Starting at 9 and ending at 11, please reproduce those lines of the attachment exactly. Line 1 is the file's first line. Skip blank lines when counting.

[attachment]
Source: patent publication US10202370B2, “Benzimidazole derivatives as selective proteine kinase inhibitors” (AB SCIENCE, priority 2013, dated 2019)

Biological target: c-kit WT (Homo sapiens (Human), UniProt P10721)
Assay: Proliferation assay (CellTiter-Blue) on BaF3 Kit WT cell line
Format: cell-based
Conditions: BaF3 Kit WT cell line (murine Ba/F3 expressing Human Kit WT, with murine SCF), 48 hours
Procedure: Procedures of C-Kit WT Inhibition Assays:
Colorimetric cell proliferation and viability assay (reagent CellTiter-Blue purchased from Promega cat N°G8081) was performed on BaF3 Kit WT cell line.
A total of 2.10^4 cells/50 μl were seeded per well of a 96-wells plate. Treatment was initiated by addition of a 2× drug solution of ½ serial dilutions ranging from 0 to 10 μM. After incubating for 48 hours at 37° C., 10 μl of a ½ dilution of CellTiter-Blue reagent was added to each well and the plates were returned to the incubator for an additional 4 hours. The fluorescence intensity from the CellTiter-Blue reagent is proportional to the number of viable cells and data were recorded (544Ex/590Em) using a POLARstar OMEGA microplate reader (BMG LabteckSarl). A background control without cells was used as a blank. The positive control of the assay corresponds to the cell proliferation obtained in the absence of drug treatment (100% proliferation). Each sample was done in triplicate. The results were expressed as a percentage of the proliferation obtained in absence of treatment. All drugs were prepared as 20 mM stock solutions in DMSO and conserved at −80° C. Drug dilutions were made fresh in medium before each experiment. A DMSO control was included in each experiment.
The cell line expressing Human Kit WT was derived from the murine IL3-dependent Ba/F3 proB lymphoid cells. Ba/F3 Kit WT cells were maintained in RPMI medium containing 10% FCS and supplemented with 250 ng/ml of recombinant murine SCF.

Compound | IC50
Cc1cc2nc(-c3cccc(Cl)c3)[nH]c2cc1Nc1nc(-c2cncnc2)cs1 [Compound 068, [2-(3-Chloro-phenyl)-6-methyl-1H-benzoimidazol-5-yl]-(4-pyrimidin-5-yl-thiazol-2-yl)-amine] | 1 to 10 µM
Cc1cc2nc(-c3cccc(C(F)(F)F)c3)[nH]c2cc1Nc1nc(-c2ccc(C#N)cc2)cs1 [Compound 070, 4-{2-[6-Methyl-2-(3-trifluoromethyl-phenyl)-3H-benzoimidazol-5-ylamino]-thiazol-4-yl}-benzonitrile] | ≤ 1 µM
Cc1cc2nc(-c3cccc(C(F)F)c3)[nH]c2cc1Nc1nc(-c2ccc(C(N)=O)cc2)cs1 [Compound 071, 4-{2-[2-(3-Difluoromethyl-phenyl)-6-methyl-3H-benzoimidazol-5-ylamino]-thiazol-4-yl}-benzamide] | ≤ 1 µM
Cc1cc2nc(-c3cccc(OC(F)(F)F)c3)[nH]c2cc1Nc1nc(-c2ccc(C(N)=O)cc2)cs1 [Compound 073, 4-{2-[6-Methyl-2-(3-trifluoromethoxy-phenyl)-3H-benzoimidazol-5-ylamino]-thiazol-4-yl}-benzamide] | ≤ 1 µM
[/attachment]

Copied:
The cell line expressing Human Kit WT was derived from the murine IL3-dependent Ba/F3 proB lymphoid cells. Ba/F3 Kit WT cells were maintained in RPMI medium containing 10% FCS and supplemented with 250 ng/ml of recombinant murine SCF.

Compound | IC50
Cc1cc2nc(-c3cccc(Cl)c3)[nH]c2cc1Nc1nc(-c2cncnc2)cs1 [Compound 068, [2-(3-Chloro-phenyl)-6-methyl-1H-benzoimidazol-5-yl]-(4-pyrimidin-5-yl-thiazol-2-yl)-amine] | 1 to 10 µM